Singapore Airlines has become the latest – and first Asian – carrier to enable travellers to go through Transportation Security Administration (TSA) Precheck security screening when departing US airports.
The TSA Precheck system allows low-risk known travellers to pass through a separate security-screening lane during departure. These lanes offer expedited screening and reduced wait times, notably by not requiring travellers to remove their jackets, belts, laptops, liquids and shoes when passing through security.
While all US citizens and lawful permanent residents are able to make use of the system, certain non-US citizens can also enrol via Customs Border Protection (CBP) trusted traveller programmes. These notably include Nexus, Sentri and Global Entry, the latter of which is open to citizens from Singapore as well as Colombia, Germany, the Netherlands, Panama, South Korea, the UK and Mexico.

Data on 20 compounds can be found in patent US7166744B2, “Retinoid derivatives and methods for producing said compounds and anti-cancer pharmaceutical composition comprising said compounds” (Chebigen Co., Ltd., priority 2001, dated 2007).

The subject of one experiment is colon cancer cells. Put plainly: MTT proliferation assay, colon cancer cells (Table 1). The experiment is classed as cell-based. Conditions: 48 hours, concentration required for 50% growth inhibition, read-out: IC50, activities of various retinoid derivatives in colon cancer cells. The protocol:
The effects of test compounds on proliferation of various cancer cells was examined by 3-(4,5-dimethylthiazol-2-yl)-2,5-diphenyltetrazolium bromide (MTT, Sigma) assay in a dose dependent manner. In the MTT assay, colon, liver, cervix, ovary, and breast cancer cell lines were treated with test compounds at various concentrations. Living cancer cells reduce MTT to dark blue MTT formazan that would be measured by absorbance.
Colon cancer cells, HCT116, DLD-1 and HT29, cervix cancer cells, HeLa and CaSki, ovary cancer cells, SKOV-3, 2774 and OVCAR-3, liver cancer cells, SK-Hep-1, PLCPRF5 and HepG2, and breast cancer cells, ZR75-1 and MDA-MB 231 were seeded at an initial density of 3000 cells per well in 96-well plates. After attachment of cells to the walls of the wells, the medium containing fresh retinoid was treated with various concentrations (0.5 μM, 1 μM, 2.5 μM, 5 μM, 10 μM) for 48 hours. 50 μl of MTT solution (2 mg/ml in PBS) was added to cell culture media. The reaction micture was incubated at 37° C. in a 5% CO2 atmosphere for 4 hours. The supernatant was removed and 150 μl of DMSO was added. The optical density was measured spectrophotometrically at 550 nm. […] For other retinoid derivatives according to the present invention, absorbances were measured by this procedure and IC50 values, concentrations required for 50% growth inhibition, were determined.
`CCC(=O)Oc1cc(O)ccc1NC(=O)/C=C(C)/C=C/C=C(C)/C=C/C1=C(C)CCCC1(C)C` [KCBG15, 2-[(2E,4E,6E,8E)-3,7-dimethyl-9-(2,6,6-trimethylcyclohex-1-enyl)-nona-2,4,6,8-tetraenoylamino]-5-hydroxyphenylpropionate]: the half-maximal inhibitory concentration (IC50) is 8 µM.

Travellers should present their Known Traveller Number to the airline during booking or check-in following enrolment in the TSA Precheck or other CBP programmes. Over the next few months, Singapore Airlines will be introducing the option of self-printed as well as mobile boarding passes to passengers to and from the US, further speeding up the pre-travel experience particularly for those with no check-in bags.
Singapore Airlines is not the only non-US carrier to join the TSA Precheck programme. Earlier this year, Virgin Atlantic became the first UK airline to offer the TSA Precheck service for passengers on its flights departing the US.
Security screening at US airports is itself undergoing a number of modernisations and improvements. In January, airport security company Clear announced it would begin offering biometric scanning to a further four US airports in 2017, bringing the total number of airports using the technology to 22. Biometric scanning comprises fingerprinting and iris scanning, and enables travellers to proceed through security screening without the need to show a boarding pass or ID.
Additionally, in August last year United Airlines began working with the TSA to upgrade airport security at its key US hubs, notably with the addition of automated screening lanes and redesigned security checkpoints, along with TSA Precheck enrolment centres.